DENVER — Manny Machado raised his right hand over his head as his first-inning drive cleared the oversized wall in right-center field. His smile widened as he rounded first base as the home-run ball came to a rest in Coors Field’s home bullpen.
It was the picture of what it should feel like to swing away at Coors Field.
By the end of their 9-6 win over the Colorado Rockies on Friday, the Padres were breathing a sigh of relief as a five-homer game stood up long enough to hand Yu Darvish his 100th win in the majors.
That’s not all that was notable for a $247 million team still looking to live up to expectations.
It was the first time the Padres had scored more than one run in consecutive games since May 28-30. It was also the first time they’d won back-to-back games since May 25-26; another win on Saturday would mark their first three-game winning streak since April 29-May 1.
They’ve yet to do better than that this season.
But you’ve got to start somewhere, and perhaps the opposite-field approach that fueled the getaway day win over the Seattle Mariners on Wednesday was, indeed, the start of something.
After all, Machado’s blast was an opposite-field job on the first pitch he saw from Austin Gomber in the first inning and Trent Grisham added a solo shot to left field to open the second, especially noteworthy as the Padres arrived at the high-altitude environment.
“You just have to stay short as we’ve been doing,” said Juan Soto, whose first-inning single to right extended his streak to hits in seven straight at-bats. “We have to keep doing the same thing, stay short, hit the ball the other way and don’t think you’re in Coors Field trying to hit the ball 500 feet.
“Just keep the same approach.”
That’s not to say the Padres didn’t flex their pull-side power.
That’s Gary Sanchez’s specialty, and he followed Grisham’s solo shot in the second with a two-run shot to left, his fifth in 10 games since joining the Padres.
Or as many as Austin Nola has in his last 525 plate appearances with the Padres.
Four innings later, Fernando Tatis Jr. hit a 425-foot homer to left-center, trumped only in distance by Brandon Dixon’s 430-foot shot to straightaway center to answer the Rockies’ lone extended rally of the game.
Xander Bogaerts doubled to left-center in his first at-bat returning from his wrist injury and had two hits through his first four at-bats.
Jake Cronenworth finished with three hits after his ninth-inning triple split the left-center alley, and Tatis, Soto and Machado all had two hits in getting off to a good start in a place that had especially haunted the Padres over the last two years.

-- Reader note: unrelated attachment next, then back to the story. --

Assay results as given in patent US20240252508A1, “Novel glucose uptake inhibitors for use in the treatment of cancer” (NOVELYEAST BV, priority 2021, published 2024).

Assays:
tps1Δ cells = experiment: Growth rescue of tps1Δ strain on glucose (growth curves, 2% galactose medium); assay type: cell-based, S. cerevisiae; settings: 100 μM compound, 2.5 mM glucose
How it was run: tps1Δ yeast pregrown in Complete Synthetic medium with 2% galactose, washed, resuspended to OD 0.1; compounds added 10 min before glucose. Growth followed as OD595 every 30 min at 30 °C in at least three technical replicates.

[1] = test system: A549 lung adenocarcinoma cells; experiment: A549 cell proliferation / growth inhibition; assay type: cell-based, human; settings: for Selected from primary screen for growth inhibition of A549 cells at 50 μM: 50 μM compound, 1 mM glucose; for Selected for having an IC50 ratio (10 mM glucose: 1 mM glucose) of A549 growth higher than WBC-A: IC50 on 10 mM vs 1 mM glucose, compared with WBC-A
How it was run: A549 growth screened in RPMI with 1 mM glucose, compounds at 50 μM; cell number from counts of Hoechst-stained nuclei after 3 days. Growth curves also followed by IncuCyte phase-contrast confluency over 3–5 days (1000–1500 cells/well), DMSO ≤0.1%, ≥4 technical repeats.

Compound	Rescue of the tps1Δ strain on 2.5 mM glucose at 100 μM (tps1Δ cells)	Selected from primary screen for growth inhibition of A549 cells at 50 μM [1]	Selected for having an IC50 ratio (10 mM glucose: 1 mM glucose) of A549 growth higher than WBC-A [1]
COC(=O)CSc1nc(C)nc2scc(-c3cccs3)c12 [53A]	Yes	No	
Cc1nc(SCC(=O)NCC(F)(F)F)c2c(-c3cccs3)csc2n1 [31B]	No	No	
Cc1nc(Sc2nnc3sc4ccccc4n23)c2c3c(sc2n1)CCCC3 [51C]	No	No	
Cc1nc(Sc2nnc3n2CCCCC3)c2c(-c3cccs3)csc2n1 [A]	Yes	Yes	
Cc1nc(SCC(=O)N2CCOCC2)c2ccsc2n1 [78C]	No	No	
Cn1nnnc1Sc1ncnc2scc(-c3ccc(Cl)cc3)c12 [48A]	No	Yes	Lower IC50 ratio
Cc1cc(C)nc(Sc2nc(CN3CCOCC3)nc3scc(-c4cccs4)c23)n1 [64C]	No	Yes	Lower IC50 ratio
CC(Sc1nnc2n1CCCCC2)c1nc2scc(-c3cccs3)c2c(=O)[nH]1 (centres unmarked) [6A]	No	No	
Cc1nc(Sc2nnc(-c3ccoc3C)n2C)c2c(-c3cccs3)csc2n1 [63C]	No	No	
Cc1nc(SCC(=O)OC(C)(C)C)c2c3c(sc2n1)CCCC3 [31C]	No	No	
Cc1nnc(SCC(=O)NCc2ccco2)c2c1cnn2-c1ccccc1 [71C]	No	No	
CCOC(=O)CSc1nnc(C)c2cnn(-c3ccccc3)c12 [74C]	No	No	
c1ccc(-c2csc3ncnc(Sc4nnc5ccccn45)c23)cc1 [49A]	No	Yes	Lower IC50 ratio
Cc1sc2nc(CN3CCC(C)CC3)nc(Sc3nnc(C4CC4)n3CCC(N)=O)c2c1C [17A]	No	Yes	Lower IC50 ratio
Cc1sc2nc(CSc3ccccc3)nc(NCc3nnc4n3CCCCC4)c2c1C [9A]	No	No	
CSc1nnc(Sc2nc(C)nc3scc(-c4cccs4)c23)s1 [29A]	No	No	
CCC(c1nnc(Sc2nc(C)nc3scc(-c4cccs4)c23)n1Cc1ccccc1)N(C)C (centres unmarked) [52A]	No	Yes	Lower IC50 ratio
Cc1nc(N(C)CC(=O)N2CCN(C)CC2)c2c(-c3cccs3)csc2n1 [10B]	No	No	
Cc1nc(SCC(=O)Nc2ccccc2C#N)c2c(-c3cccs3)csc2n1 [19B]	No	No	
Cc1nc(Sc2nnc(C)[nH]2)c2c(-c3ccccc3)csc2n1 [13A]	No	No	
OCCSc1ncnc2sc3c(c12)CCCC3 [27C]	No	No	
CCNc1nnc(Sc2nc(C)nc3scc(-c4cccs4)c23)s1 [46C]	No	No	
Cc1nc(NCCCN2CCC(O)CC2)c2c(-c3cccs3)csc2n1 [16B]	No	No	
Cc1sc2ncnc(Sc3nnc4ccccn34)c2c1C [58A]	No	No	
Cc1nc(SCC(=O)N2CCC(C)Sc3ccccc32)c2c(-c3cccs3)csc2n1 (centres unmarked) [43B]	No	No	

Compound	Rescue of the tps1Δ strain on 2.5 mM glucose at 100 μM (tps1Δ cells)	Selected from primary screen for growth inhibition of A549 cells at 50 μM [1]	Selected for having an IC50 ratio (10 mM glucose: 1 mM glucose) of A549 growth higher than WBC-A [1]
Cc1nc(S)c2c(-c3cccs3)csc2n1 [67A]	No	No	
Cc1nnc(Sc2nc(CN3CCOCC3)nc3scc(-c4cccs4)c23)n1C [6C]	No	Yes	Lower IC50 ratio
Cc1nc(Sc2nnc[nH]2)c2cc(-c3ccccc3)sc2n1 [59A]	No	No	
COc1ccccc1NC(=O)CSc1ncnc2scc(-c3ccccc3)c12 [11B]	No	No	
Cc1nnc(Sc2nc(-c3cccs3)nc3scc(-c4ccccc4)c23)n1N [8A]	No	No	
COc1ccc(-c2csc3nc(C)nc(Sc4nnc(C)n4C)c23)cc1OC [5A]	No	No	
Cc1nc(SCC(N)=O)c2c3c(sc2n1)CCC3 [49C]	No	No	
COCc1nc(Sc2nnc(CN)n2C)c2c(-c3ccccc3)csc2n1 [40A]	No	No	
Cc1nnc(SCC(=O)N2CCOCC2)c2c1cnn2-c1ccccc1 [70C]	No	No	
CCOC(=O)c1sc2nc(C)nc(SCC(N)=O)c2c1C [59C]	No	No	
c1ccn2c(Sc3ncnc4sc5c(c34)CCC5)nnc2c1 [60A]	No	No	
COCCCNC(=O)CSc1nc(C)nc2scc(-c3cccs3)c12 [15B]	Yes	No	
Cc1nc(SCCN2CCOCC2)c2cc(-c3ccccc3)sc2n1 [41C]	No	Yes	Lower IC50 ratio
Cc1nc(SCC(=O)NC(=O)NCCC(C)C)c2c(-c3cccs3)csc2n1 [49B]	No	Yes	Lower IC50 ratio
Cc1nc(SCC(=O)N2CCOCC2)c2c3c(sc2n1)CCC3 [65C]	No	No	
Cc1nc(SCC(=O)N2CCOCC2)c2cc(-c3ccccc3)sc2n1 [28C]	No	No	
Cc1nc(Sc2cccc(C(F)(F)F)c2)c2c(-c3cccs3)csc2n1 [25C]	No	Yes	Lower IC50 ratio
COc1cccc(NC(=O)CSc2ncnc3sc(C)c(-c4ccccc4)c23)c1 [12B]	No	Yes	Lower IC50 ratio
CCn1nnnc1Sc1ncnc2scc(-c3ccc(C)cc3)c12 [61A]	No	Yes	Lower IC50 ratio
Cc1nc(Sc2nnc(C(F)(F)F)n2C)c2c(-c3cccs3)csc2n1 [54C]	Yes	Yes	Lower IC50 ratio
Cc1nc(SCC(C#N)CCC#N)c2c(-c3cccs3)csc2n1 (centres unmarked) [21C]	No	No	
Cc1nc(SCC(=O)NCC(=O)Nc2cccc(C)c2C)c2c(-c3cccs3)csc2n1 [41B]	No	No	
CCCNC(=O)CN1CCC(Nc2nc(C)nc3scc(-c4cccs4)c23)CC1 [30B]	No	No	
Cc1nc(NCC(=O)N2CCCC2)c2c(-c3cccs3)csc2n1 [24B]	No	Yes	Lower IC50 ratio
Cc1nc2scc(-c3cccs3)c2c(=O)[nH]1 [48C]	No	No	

Not only were they 5-14 here since the start of 2021, Machado’s MVP bid all but unraveled when his left ankle gave out beneath him at first base last June.
Perhaps that was one reason to be all smiles as he rounded first base.
Then again, the home run was his first since returning from the small break in his hand and his first since May 9.
All that offense made it that much easier for Darvish to navigate his way through the high altitude, not to mention frequent sticky-stuff checks from umpires early in the start.
He was two outs away from a quality start, too, but Mike Moustakas’ one-out single put runners on first and second in the sixth, Randall Grichuk chased Darvish with a run-scoring double and pinch-hitter Elehuris Montero singled into the right-field corner off Tom Cosgrove to cut the Padres’ lead to 8-4.
The rally might have continued but Tatis’ strike to second base cut down Montero for his fifth assist this season, the most in the majors since returning from his suspension on April 20.
Darvish struck out six but walked four in allowing four runs in 5 1/3 innings in earning his 100th victory in the majors since making his debut with the Texas Rangers in April 2012.
After Cosgrove pitched a scoreless seventh, Nick Martinez allowed a two-run homer to Moustakas in the eighth, forcing Josh Hader to survive a scoreless ninth for his 14th save despite after putting two on with two outs.
Elias Diaz grounded out to end the game representing the tying run.